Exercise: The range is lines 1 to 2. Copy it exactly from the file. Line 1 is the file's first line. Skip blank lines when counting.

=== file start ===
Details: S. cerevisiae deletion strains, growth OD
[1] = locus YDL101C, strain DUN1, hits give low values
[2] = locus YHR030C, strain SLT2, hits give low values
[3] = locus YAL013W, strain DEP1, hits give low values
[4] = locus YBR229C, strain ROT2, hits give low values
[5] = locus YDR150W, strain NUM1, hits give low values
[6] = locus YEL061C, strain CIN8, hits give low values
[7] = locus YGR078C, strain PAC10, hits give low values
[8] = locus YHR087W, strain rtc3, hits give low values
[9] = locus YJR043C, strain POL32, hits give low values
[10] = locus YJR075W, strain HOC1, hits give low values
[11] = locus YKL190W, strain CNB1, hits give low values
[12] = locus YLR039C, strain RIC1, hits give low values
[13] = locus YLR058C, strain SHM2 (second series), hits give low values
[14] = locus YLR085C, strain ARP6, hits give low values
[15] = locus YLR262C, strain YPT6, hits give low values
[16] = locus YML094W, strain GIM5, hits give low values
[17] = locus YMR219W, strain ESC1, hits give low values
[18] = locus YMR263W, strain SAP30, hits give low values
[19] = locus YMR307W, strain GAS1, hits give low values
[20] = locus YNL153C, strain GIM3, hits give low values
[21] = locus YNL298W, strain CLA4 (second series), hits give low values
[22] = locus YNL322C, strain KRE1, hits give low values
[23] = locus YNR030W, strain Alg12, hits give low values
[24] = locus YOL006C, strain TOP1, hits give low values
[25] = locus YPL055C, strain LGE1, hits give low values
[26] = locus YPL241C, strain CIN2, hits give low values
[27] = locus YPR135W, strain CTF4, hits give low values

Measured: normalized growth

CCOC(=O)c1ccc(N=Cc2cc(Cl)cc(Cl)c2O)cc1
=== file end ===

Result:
Details: S. cerevisiae deletion strains, growth OD
[1] = locus YDL101C, strain DUN1, hits give low values